In the aftermath of the twin attacks in Oslo and on the island of Uyoeta, German media analysts assumed that radical Islamists were to blame. Felix Steiner says that's a sign that acts of terror poison our thinking.
Terror of this dimension is shocking – irrespective of whether the suspect is right-wing, left-wing, a religious fundamentalist or whether he was raised by crazy parents. For the victims of terror it is irrelevant why they have been killed. Terror victims are innocent. And that's why an act like this is so disgusting, irrespective of who commits it.
Criminal acts become terrorism when their effects extend to more than just the affected victims. Terror creates fear: is my city, my plane or the event that I am attending perhaps the next target? Politicians often say that we shouldn't change our normal behavior as a reaction to terrorism - otherwise the terrorists have already won. And they are right.
But terrorism does create fear. Fear of possible suspects. Is my neighbor or the man beside me on the train dangerous - because he has a beard, or because he is wearing particular clothes, or is Muslim or because he just looks different? It's clear that terrorism colors people's thinking. Fears create prejudice, extreme fear and even phobia. Things shouldn't progress that far in a free, democratic society.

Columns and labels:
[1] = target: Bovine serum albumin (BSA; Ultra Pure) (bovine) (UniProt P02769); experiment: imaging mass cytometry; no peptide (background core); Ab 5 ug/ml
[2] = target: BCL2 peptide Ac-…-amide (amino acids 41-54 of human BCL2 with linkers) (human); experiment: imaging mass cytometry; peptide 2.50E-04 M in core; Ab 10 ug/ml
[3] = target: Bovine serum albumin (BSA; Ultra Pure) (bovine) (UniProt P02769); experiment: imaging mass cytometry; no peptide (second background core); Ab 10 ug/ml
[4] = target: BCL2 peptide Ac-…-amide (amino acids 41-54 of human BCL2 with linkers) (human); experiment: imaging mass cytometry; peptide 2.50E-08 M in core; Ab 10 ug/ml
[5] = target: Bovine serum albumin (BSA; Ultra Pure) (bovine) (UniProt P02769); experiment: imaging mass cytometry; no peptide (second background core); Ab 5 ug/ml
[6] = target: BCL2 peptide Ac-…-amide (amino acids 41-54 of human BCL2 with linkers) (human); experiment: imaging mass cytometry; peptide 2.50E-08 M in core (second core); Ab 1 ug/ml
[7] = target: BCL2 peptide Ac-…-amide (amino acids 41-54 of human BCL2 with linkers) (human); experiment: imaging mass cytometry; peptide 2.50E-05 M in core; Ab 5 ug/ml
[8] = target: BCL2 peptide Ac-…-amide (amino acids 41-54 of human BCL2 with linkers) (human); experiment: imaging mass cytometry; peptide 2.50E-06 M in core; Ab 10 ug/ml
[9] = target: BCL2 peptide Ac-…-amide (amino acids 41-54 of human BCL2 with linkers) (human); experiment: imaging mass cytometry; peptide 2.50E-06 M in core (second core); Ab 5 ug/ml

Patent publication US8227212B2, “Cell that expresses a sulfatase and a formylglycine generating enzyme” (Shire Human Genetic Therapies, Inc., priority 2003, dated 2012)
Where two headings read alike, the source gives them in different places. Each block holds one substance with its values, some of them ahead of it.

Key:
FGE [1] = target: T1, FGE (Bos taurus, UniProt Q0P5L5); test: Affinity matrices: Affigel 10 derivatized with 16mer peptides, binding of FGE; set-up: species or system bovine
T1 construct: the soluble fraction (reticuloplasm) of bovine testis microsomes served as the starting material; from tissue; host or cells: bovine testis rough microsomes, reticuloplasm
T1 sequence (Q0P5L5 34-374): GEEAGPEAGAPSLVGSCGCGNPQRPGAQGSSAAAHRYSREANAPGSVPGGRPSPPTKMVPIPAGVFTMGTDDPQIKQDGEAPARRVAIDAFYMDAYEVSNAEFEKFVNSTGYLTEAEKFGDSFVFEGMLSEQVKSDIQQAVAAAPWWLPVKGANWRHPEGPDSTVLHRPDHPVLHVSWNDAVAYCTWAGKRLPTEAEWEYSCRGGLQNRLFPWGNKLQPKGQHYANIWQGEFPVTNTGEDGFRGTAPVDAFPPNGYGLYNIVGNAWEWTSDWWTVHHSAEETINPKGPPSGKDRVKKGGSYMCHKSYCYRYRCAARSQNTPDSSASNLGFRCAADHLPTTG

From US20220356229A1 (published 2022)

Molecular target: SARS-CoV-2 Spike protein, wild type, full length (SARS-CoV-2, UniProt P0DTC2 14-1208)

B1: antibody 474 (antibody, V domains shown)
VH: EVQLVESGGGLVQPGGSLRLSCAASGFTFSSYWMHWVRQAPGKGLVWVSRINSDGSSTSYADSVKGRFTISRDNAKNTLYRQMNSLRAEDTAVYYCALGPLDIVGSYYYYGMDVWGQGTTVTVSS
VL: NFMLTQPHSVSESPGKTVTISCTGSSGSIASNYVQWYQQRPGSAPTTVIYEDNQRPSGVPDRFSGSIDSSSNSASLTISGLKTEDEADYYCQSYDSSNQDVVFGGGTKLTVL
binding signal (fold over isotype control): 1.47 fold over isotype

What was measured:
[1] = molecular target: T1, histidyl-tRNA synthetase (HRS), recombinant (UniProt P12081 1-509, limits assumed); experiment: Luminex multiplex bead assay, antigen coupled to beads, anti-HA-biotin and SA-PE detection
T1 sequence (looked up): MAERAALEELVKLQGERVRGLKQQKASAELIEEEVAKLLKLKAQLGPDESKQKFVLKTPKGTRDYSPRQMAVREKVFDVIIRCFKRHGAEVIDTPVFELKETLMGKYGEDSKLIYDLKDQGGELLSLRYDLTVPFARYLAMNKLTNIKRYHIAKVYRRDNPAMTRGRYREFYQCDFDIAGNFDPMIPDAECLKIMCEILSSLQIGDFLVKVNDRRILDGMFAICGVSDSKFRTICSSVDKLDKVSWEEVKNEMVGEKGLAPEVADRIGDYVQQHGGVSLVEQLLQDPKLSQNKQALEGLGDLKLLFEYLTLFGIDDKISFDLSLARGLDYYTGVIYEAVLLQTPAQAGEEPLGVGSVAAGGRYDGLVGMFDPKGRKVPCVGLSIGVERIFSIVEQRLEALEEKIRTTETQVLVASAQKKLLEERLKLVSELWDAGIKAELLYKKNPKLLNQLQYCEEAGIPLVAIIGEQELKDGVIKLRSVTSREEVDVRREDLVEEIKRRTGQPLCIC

Everything seemed to fit together: Norway sends troops to Afghanistan and takes part in NATO attacks on Libya, so the bomb in Oslo's government quarter could only have been laid by a Muslim. Two and a half hours later and there were gun shots in the youth camp. Aren't concurrent attacks a known Al-Qaeda tactic?
And the subsequent news reports didn't put the security experts on German TV off their conclusions either. The arrested suspect was a Norwegian citizen? Well, many Muslims have taken on foreign citizenship. The suspect was blond and blue-eyed? Then it must be a local who has converted to Islam.
Converts are always particularly radical proponents of their new beliefs, the experts argued. After all, they pointed out, here in Germany there was a 2007 bomb-plot that involved two German-born terrorists who had converted to Islam. What did the Muslims living peacefully in Germany think about these statements? Few could hold it against them if they felt excluded rather than welcomed in our society.
Now we know that the arrested suspect is definitely not a Muslim, but more likely a radical Christian. It's too early to make any further conclusions. One thing is for sure, terrorism is disgusting, especially because of the suffering of the victims - but also because it poisons our minds.
Author: Felix Steiner / al
Editor: Ben Knight
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